Gruppo Italiano Di Studio Sullo Stent Nelle Occlusioni - GISSOC
GISSOC was a multicenter, randomized trial to evaluate the outcomes associated with Palmaz-Schatz stent implantation following successful balloon angioplasty (PTCA) vs. PTCA alone for the treatment of chronic total occlusions.
Compared to PTCA alone for the treatment of chronic total occlusions, stent implantation following PTCA would be associated with an improved minimum lumen diameter at 9 month angiography.
Patients Screened: 111
Patients Enrolled: 110
Mean Follow Up: 9 months for the initial study; 6 years for the long-term follow-up
Mean Patient Age: mean 58 years
Both absolute (TIMI flow grade 0) and “functional” (TIMI flow grade 1) occlusions were included. Symptomatic patients or those with inducible ischemia in the territory supplied by the occluded artery were included. The patients were required to be suitable candidates for CABG.
Acute myocardial infarction within 30 days; chest pain at rest within 7 days; contraindication to aspirin or warfarin; total occlusion at a site of a previous PTCA; occlusion <30 days in duration; significant left main disease; vessel <3 mm in diameter or with severe tortuosity; lesion >13 mm or involving a major side branch; evidence after recanalization of diffuse disease, additional stenosis >50% of the lumen diameter in the distal segment following the intervention, or complex dissection.
Minimum lumen diameter at 9 month angiographic follow-up
Binary restenosis at follow-up; major ischemic events (death, myocardial infarction, CABG, repeat angioplasty, target lesion revascularization); symptomatic status at follow-up; hemorrhagic events (intracranial bleeding or complications requiring vascular surgery or blood transfusion)
The target occlusion was treated by conventional PTCA. In case of successful recanalization, defined as restoration of anterograde TIMI grade 2 or 3 flow with a residual stenosis <50% of the lumen diameter, the angiogram was immediately evaluated to establish whether all the angiographic inclusion criteria were met.
Stent Implantation: a standard Palmaz-Schatz stent was manually crimped onto a conventional balloon catheter and deployed with post-dilation. 4-8 hours following sheath removal, warfarin and intravenous heparin infusion were started. Heparin infusion was continued until an INR of 2.5-3.5 was obtained at which point patients were transitioned to warfarin, which was continued for 1 month.
PTCA alone: further balloon dilatations aimed to optimize the angiographic result were allowed. Crossover to stent implantation was allowed in the case of worsening of the residual stenosis to <50% of the lumen diameter.
Aspirin (150 to 325 mg daily) and a calcium channel blocking agent starting at least 24 h before PTCA. During the procedure, heparin was given to maintain the activated clotting time >250 seconds.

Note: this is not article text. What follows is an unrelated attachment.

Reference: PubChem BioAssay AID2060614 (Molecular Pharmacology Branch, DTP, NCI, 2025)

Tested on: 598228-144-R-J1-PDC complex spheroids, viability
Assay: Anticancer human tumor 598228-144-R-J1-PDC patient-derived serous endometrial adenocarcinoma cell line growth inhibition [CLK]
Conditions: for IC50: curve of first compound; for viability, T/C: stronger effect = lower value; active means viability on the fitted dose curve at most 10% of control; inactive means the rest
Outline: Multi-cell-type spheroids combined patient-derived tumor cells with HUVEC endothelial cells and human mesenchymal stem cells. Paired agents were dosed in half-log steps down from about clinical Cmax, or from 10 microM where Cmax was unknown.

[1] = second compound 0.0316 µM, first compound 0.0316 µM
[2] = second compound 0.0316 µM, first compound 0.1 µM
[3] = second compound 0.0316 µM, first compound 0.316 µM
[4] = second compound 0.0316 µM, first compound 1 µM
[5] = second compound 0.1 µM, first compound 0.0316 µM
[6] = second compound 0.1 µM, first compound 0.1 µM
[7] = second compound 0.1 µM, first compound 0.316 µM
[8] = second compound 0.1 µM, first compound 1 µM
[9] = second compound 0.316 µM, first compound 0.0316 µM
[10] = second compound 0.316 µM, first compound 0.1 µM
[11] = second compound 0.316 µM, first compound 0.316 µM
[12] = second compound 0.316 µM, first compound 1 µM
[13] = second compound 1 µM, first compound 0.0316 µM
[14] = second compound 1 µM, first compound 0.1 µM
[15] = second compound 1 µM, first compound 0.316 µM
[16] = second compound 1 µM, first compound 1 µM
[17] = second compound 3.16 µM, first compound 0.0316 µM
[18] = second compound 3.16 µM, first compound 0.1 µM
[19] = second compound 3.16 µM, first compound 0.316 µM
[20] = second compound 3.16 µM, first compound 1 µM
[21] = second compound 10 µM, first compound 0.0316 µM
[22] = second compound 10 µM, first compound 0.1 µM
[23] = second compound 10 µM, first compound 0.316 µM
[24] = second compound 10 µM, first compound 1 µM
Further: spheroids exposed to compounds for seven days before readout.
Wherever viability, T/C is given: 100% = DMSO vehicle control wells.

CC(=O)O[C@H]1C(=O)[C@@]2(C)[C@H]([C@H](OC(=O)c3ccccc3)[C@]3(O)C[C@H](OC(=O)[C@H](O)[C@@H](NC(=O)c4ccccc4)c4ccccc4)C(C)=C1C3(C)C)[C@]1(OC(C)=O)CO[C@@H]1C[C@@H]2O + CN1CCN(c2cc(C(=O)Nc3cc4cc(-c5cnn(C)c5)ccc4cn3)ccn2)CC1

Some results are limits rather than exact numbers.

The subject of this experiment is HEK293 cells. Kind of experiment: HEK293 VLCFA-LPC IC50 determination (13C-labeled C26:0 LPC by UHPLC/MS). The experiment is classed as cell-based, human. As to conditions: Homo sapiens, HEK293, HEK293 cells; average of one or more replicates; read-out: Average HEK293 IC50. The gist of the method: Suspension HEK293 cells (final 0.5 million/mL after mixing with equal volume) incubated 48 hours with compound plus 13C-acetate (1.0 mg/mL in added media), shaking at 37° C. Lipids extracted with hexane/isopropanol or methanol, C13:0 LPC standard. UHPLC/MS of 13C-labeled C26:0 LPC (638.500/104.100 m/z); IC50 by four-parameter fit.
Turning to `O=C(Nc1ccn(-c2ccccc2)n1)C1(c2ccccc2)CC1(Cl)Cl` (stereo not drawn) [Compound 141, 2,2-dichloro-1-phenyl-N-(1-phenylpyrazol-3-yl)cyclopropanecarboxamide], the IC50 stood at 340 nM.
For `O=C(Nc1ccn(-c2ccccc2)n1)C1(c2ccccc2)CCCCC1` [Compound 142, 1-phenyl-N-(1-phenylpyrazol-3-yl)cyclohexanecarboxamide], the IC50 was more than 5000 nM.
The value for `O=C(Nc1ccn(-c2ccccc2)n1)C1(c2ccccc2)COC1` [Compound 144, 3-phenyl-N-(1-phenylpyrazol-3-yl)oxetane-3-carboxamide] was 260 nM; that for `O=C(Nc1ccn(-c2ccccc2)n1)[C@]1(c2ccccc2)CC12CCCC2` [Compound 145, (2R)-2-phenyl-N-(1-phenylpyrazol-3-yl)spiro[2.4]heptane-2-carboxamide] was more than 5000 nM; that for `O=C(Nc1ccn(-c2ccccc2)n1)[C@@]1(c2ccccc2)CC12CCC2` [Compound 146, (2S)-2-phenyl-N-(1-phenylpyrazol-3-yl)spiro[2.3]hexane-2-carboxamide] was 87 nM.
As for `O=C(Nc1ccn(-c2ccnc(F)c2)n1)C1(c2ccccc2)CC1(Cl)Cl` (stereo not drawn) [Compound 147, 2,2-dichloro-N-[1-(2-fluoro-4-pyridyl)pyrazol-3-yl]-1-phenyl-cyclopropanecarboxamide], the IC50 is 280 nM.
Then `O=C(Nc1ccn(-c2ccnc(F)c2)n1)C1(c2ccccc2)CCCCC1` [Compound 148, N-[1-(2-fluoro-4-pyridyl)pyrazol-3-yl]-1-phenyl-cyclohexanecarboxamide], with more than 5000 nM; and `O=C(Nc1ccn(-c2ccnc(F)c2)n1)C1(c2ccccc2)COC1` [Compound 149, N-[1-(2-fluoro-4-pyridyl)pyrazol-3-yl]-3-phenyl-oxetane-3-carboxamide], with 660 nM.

110 patients were included in the analysis. Baseline characteristics were well-matched among the two study groups; approximately 10% of the study population was diabetic, and the estimated duration of occlusion was 11 weeks. Approximately 35% of patients in the study had a “functional” occlusion with TIMI Grade 1 flow. Only one patient in the PTCA group crossed over to the stent group.
Follow-up angiography was performed in 88% of patients at a mean follow-up of 9 months. Patients assigned to stent implantation had larger minimum lumen diameters (1.74 mm vs. 0.85 mm, p<0.00001) and a lower rates of binary restenosis (32.0% vs. 68.1%, p=0.0008) and re-occlusion (8.0% vs. 34.0%, p=0.0035) compared to patients assigned to PTCA alone. In multivariate analysis, stent implantation was independently associated with greater minimum lumen diameter, and diabetes and post-procedural diameter stenosis were negatively associated with follow-up lumen diameter.
Among patients assigned to stent implantation, 9-month rates of target lesion revascularization (5.3% vs. 22.0%, p=0.038) and recurrent ischemia (14.0% vs. 46.0%, p=0.002) were lower than in patients assigned to PTCA alone. Rates of other clinical endpoints were similar in both study groups. At 6 year follow-up, the difference in rates of target lesion revascularization remained (14.9% among stent patients vs. 34.5% in PTCA alone, p=0.017).
In this randomized trial of PTCA vs. stent implantation for the treatment of chronic total occlusions, stenting was associated with larger minimum lumen diameters, reduced rates of re-occlusion, and reduced rates of target lesion revascularization at 9-month and long-term follow-up. These findings are similar to those of the SICCO and TOSCA trials, which confirm the efficacy of stenting in lowering rates of restenosis, re-occlusion, and target lesion revascularization when treating chronic total occlusions.
1. Rubartelli P, Niccoli L, Verna E, et al. Stent implantation versus balloon angioplasty in chronic coronary occlusions: results from the GISSOC trial. Gruppo Italiano di Studio sullo Stent nelle Occlusioni Coronariche. J Am Coll Cardiol 1998;32:90-6 (Initial study results)
2. Rubartelli P, Verna E, Niccoli L, et al. Coronary stent implantation is superior to balloon angioplasty for chronic coronary occlusions: six-year clinical follow-up of the GISSOC trial. J Am Coll Cardiol 2003;41:1488-92 (Six year follow-up).
Keywords: Multivariate Analysis, Warfarin, Dilatation, Heparin, Coronary Disease, Constriction, Pathologic, Angioplasty, Balloon, Coronary, Diabetes Mellitus, Stents
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